43% of DPIIT-Recognised Startups Have At Least One Woman On BoD: Singh

Would love unicorns in agritech, energy transition, clean tech: Secretary, DPIIT

Rajesh Kumar Singh, Secretary, DPIIT

FinTech BizNews Service   

Mumbai, February 26, 2024: Day 2 of the IVCA Conclave 2024 featured an invigorating fireside chat between Shri Rajesh Kumar Singh, Secretary, Department for Promotion of Industry and Internal Trade (DPIIT), and Kunal Bahl, Co-Founder, Titan Capital, and former CEO and Co-founder, Snapdeal. The discussion, which focused on the growth trajectory of the startup ecosystem, was moderated by Sourav Mazumdar, Editor, Business Today.

On the measures taken by the government and DPIIT in promoting the startup ecosystem, Shri Rajesh Kumar Singh said, “DPIIT has played a minor role in it. Many of you present here and most of all the innovators in our country have played a major role. We tried to encourage this ecosystem and facilitate it through a combination of schemes of funding like fund of funds, seed fund schemes. We have tried to create an enabling environment in areas like IPR, where we have kept the compliance burden low when it comes to startups applying for patents. We’ve tried to create a special runway in government procurement for startups. We have also tried to encourage states to sort of compete with each other and build up an enabling environment for startups by creating a state-wise ranking system. We have also tried to ensure that wherever startups feel that they have some specific issue when it comes to taxation, angel tax or ESOPs or any other such pain point, DPIIT has tried to take up such issues with the Finance Ministry to enable some level of resolution.” 

Shri Rajesh Kumar Singh also indicated that avenues have been opened up for startup fundraising: “So far, the startup participants have largely used venture capital from abroad for funding. The government would prefer that they start using other avenues, including the offshore sort of financing framework that we have set up in GIFT City. In terms of other elements of ensuring access to public funds through IPOs, etc.; liberalisation in that area is also coming. I’d say that we’ll probably see some good movement there, hopefully right after the elections.”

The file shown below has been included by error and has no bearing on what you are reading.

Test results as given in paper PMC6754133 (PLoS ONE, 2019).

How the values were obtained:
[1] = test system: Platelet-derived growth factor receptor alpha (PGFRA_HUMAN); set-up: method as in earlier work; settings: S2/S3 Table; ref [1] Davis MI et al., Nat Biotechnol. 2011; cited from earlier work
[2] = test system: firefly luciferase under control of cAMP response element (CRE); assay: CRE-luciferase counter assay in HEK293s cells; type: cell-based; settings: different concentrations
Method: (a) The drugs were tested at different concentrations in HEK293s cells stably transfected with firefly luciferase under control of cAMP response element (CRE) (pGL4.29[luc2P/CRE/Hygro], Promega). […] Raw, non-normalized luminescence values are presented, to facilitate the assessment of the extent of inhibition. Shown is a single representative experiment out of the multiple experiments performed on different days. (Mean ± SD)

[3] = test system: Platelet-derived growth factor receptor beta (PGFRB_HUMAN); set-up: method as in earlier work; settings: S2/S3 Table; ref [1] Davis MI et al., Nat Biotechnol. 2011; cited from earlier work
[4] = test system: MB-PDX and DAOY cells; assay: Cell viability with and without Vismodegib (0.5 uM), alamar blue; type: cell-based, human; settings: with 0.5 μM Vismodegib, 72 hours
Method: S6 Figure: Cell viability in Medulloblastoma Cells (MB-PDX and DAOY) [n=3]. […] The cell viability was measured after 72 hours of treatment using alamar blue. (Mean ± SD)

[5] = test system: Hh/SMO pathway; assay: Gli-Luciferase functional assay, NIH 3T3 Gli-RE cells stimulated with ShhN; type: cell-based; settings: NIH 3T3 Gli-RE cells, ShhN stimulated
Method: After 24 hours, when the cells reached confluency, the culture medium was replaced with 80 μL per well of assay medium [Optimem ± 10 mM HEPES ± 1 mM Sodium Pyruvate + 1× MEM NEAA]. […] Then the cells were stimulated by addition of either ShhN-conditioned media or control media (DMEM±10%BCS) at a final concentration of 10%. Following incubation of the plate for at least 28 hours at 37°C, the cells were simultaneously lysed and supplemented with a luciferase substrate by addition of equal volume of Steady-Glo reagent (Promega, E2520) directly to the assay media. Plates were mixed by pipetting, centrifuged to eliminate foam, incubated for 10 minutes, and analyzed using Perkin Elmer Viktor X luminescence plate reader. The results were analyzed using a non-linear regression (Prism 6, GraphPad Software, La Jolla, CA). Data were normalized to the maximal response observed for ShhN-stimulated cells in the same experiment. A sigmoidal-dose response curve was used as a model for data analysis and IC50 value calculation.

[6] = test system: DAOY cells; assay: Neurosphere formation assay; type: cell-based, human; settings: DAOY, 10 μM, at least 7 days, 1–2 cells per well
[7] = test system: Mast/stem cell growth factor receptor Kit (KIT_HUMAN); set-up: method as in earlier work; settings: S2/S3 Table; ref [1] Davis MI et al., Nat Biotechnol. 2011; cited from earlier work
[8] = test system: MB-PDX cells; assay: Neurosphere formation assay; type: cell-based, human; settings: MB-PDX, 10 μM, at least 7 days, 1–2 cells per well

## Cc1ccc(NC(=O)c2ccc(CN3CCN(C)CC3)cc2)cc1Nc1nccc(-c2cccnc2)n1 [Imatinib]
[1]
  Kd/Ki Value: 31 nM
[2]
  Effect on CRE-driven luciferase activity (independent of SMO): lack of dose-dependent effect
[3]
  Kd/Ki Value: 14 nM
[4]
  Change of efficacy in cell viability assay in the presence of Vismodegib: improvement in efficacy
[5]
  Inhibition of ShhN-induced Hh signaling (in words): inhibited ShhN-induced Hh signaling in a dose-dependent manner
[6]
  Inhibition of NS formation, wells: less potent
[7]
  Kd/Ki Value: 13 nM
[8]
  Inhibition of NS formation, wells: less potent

On the government’s role in the digital ecosystem, Shri Rajesh Kumar Singh mentioned, “The government has invested heavily, almost on an unparalleled scale, both in physical infrastructure – in roads, rails, and bridges that you see all around – and digital infrastructure, including the payment system and the Digital Stack but there are other elements, which are perhaps sometimes lost sight of. These include the GST network, the GSTN, which is finally converting India into a single national market. We also have similar digital platforms in logistics, called the Unified Logistics Interface Platform (ULIP) and the Logistics Data Bank (LDB), all of which provide access to the private sector and provide them with the opportunity to build good use cases out of that data to improve their efficiency. So, the most important and well-known example is UPI; 46% of the world’s real-time digital transactions are now taking place in India which is a huge number. But there are other areas that are going to follow. The other area related to DPIIT is an area of e-commerce, where we are supporting the Open Network for Digital Commerce, which is trying to democratise the e-commerce set-up in the country by creating a non-platform-centric open network where buyer and seller apps can sort of interface with full visibility for the consumer and provide access to SMBs across the country.” 

He revealed, “The data shows that 43% of the startups that we have recognised do have at least one woman on their board of directors, which shows some involvement and leadership in the startup ecosystem.” On the future trends, he mentioned that the government would like to see startups succeed in areas where we have struggled to add value, particularly tech enablement in agriculture, energy transition, and climate tech. Addressing the problems in these sectors can create positive externalities for the economy, and he would love to see unicorns emerge out of those spaces. 


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